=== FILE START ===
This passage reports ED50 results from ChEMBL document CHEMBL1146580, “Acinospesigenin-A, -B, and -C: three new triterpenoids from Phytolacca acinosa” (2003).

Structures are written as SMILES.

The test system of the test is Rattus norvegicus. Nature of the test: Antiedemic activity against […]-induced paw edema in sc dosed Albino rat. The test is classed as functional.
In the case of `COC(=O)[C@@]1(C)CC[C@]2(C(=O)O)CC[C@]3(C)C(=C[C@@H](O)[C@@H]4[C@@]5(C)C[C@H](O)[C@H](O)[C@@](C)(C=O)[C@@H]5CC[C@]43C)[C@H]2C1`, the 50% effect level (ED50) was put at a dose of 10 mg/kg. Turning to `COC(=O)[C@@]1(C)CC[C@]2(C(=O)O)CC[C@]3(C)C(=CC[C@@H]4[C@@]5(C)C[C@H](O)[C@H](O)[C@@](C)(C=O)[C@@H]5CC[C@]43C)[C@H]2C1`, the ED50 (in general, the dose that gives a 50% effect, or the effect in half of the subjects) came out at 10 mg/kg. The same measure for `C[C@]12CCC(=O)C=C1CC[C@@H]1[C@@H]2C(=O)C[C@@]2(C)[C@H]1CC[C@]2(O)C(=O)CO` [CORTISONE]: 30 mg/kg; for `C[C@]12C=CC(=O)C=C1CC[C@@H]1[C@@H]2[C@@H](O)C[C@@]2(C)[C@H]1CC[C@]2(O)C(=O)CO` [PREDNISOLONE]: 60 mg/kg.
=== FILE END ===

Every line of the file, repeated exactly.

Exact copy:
This passage reports ED50 results from ChEMBL document CHEMBL1146580, “Acinospesigenin-A, -B, and -C: three new triterpenoids from Phytolacca acinosa” (2003).

Structures are written as SMILES.

The test system of the test is Rattus norvegicus. Nature of the test: Antiedemic activity against […]-induced paw edema in sc dosed Albino rat. The test is classed as functional.
In the case of `COC(=O)[C@@]1(C)CC[C@]2(C(=O)O)CC[C@]3(C)C(=C[C@@H](O)[C@@H]4[C@@]5(C)C[C@H](O)[C@H](O)[C@@](C)(C=O)[C@@H]5CC[C@]43C)[C@H]2C1`, the 50% effect level (ED50) was put at a dose of 10 mg/kg. Turning to `COC(=O)[C@@]1(C)CC[C@]2(C(=O)O)CC[C@]3(C)C(=CC[C@@H]4[C@@]5(C)C[C@H](O)[C@H](O)[C@@](C)(C=O)[C@@H]5CC[C@]43C)[C@H]2C1`, the ED50 (in general, the dose that gives a 50% effect, or the effect in half of the subjects) came out at 10 mg/kg. The same measure for `C[C@]12CCC(=O)C=C1CC[C@@H]1[C@@H]2C(=O)C[C@@]2(C)[C@H]1CC[C@]2(O)C(=O)CO` [CORTISONE]: 30 mg/kg; for `C[C@]12C=CC(=O)C=C1CC[C@@H]1[C@@H]2[C@@H](O)C[C@@]2(C)[C@H]1CC[C@]2(O)C(=O)CO` [PREDNISOLONE]: 60 mg/kg.